Record number of pupils across the East Riding on free school meals, new figures show

More the pupils in East Yorkshire are receiving free school meals than ever before, figures show, as campaigners argue the Government should widen the eligibility criteria amidst the cost-of-living crisis.

By Patrick Jack (Data Reporter)
Friday, 15th July 2022, 3:03 pm
Department for Education figures show 8,600 children in the East Riding of Yorkshire were eligible for free school meals in January – 18.7% of all state school pupils in the area. Photo: PA Images
Department for Education figures show 8,600 children in the East Riding of Yorkshire were eligible for free school meals in January – 18.7% of all state school pupils in the area. Photo: PA Images

And the Labour party claims that working families nationwide are suffering while the Government is distracted by the Conservative leadership election.

Department for Education figures show 8,600 children in the East Riding were eligible for free school meals in January – 18.7% of all state school pupils in the area.

This was up from 17% the year before, and the highest proportion since comparable records began in 2015-16.

In state funded special schools, the rate was 38.1% in 2021-22 – the highest of all types of state education which had at least 100 pupils.

This was compared to 18.4% in secondary schools.

Across England, 22.5% of pupils (around 1.9 million children) are currently eligible for free school meals – up from 20.8%, and also a record high.

The Association of School and College Leaders said it is “shocking” that one of the world’s wealthiest economies saw such a steep rise in the number of youngsters on free school meals this year.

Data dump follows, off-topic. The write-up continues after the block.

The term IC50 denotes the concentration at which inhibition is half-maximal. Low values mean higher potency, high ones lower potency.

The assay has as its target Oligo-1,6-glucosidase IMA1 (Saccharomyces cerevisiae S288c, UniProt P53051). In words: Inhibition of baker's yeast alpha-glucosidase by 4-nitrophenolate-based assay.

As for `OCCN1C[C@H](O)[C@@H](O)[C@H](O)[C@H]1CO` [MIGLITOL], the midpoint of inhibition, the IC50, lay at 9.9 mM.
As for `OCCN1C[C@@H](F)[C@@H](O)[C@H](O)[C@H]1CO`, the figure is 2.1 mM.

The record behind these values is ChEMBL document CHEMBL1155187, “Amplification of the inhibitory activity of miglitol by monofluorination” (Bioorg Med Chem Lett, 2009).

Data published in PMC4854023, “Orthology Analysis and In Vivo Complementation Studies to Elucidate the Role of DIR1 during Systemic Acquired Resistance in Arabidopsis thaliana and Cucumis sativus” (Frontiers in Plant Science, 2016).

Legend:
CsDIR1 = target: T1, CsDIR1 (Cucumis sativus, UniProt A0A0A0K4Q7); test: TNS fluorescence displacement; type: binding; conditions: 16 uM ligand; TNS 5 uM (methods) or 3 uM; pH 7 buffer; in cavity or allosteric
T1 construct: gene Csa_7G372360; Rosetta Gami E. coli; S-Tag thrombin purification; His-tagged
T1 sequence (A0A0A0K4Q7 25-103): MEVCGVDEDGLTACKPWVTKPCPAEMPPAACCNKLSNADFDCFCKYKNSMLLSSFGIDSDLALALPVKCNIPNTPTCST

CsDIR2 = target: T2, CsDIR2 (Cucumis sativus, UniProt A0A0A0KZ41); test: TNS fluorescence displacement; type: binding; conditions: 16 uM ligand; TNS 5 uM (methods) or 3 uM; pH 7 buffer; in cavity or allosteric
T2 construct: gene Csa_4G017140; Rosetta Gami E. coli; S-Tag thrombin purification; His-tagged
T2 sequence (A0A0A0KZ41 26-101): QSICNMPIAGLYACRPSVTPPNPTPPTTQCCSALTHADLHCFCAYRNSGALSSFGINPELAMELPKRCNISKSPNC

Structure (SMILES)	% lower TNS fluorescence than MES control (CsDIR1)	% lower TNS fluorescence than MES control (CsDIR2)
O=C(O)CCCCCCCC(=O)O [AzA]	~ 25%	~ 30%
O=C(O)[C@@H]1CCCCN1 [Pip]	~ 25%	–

Julie McCulloch, director of policy at the ASCL, added: “Even more shocking is the fact that current eligibility does not even capture all the children who need help.

“Free school meal eligibility now applies to 22.5% of pupils, but we know that the level of child poverty is about 30%.”

New research conducted by Loughborough University on behalf of the End Child Poverty Coalition reveals 29% of English children were living in relative poverty in 2020-21, though this was down from 30% the year before and first fall in a decade.

The ECPC said it is likely due to Government measures during the pandemic, such as temporarily increasing universal credit by £20 a week.

In the East Riding, 26.6% of youngsters aged 15 and under were living in households with less than 60% of the national median household income after housing costs – down from 27% in 2019-20.

The DfE figures also show that white pupils with Traveller of Irish heritage ethnicity were the most likely to get free school meals across England – 63% of all of those in state schools.

Ethnicities with fewer than 100 pupils have been removed.

A Government spokeswoman said it is providing more than £37 billion to help families with rising costs, and will continue to keep eligibility under review.